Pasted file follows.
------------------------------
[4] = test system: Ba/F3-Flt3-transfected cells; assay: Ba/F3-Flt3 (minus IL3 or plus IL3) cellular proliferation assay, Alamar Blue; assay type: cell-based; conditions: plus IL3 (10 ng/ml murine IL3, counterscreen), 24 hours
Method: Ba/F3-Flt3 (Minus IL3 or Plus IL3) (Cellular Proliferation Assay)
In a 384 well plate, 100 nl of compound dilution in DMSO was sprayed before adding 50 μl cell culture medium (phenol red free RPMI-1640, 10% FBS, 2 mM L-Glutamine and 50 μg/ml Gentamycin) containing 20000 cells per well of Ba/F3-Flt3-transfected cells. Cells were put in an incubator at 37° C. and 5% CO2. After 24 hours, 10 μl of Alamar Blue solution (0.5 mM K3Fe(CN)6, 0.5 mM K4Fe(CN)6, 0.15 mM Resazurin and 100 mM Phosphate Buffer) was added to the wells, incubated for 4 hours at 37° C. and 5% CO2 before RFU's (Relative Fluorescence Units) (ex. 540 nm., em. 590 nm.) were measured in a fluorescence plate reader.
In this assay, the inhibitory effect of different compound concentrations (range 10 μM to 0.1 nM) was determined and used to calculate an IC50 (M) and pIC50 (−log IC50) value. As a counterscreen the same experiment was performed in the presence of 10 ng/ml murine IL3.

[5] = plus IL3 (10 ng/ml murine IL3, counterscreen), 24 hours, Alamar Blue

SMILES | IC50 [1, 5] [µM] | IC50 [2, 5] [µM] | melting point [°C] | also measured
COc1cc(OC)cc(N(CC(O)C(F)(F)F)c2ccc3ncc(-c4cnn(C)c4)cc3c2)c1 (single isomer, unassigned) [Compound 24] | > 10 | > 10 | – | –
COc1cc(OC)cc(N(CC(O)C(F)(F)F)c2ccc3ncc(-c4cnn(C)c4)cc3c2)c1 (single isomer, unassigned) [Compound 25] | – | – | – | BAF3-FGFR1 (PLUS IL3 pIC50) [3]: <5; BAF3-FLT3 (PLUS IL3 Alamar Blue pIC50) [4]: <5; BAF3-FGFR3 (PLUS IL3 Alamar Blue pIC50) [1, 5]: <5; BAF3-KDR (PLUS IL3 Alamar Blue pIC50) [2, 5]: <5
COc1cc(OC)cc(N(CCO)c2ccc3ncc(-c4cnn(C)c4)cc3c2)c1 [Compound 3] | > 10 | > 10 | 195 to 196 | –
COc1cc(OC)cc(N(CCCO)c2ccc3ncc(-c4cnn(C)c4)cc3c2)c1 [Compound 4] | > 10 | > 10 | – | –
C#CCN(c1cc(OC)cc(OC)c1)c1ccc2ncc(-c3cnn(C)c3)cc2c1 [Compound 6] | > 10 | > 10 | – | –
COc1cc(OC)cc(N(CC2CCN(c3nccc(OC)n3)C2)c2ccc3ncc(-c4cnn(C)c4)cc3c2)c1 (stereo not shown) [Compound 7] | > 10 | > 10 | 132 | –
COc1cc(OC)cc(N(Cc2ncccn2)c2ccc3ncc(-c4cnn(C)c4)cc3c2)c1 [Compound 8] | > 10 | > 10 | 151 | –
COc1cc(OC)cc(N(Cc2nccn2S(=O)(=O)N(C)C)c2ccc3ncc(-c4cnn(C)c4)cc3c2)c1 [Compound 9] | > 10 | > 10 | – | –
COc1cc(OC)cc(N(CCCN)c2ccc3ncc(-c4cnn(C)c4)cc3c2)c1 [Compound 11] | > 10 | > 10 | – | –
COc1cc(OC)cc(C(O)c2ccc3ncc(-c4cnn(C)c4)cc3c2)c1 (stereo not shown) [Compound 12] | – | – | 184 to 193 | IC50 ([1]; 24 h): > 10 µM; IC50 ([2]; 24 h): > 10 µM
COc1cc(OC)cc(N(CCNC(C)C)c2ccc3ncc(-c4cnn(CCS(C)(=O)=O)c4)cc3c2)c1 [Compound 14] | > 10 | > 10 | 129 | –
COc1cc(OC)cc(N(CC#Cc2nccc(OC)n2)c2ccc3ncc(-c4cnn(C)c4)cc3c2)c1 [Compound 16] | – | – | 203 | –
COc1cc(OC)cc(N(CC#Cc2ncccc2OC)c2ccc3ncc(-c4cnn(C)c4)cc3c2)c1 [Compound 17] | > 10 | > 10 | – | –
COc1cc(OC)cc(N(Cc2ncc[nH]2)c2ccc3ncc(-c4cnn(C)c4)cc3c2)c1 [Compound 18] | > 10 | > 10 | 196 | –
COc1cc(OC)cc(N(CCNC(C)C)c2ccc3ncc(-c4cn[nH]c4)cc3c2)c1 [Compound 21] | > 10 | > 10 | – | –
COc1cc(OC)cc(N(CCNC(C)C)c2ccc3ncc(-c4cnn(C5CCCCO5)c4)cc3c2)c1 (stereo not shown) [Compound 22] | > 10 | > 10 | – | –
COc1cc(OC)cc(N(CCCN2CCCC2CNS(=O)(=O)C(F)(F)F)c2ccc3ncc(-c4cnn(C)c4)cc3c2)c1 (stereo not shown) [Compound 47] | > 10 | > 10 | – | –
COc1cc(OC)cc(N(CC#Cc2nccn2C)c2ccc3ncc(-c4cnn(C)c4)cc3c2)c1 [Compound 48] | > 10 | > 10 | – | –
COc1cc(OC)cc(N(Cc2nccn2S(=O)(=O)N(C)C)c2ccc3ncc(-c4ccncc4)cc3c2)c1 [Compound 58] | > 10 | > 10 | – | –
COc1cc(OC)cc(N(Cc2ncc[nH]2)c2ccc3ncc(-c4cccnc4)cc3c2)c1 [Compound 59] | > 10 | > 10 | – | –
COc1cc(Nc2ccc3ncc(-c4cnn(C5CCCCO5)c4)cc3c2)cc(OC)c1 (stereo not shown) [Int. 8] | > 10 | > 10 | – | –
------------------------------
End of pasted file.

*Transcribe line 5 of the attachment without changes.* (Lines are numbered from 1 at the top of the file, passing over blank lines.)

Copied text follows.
[5] = plus IL3 (10 ng/ml murine IL3, counterscreen), 24 hours, Alamar Blue